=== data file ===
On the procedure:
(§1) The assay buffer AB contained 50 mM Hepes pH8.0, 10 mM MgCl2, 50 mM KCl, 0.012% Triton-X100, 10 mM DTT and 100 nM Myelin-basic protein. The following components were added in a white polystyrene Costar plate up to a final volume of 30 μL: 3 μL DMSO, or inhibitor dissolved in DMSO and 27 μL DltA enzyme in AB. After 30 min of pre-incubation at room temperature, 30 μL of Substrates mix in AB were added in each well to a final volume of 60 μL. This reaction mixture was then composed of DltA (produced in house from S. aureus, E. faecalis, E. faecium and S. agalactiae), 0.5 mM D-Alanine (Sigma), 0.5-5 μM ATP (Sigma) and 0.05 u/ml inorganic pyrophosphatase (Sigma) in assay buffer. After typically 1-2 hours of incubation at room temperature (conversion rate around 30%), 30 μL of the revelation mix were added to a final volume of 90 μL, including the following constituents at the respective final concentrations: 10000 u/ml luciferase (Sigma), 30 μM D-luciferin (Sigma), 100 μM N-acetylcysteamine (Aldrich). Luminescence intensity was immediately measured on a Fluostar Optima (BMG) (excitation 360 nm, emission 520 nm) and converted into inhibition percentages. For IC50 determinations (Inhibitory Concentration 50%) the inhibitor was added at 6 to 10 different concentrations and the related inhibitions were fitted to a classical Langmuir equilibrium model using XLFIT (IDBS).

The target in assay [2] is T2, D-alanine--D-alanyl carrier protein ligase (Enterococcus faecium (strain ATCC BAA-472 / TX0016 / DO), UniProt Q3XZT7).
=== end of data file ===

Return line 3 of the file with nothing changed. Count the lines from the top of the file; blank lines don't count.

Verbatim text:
The target in assay [2] is T2, D-alanine--D-alanyl carrier protein ligase (Enterococcus faecium (strain ATCC BAA-472 / TX0016 / DO), UniProt Q3XZT7).